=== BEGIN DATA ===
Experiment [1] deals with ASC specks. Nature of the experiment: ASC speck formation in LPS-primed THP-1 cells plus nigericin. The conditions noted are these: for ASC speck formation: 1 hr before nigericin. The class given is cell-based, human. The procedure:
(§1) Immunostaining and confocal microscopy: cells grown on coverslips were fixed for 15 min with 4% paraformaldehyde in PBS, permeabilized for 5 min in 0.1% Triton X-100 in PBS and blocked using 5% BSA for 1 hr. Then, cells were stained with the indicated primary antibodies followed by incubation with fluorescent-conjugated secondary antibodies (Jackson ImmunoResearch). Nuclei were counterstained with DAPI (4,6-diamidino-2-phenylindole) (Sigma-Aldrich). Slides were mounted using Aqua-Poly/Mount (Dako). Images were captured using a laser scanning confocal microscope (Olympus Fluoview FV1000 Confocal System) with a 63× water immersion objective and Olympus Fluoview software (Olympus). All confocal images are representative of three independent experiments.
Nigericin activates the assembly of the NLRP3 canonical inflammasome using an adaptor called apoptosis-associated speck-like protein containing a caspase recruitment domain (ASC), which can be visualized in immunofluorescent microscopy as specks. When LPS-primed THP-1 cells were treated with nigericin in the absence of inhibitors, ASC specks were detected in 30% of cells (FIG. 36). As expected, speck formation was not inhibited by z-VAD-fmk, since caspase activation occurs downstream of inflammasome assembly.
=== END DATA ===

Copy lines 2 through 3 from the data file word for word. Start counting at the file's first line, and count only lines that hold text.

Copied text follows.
(§1) Immunostaining and confocal microscopy: cells grown on coverslips were fixed for 15 min with 4% paraformaldehyde in PBS, permeabilized for 5 min in 0.1% Triton X-100 in PBS and blocked using 5% BSA for 1 hr. Then, cells were stained with the indicated primary antibodies followed by incubation with fluorescent-conjugated secondary antibodies (Jackson ImmunoResearch). Nuclei were counterstained with DAPI (4,6-diamidino-2-phenylindole) (Sigma-Aldrich). Slides were mounted using Aqua-Poly/Mount (Dako). Images were captured using a laser scanning confocal microscope (Olympus Fluoview FV1000 Confocal System) with a 63× water immersion objective and Olympus Fluoview software (Olympus). All confocal images are representative of three independent experiments.
Nigericin activates the assembly of the NLRP3 canonical inflammasome using an adaptor called apoptosis-associated speck-like protein containing a caspase recruitment domain (ASC), which can be visualized in immunofluorescent microscopy as specks. When LPS-primed THP-1 cells were treated with nigericin in the absence of inhibitors, ASC specks were detected in 30% of cells (FIG. 36). As expected, speck formation was not inhibited by z-VAD-fmk, since caspase activation occurs downstream of inflammasome assembly.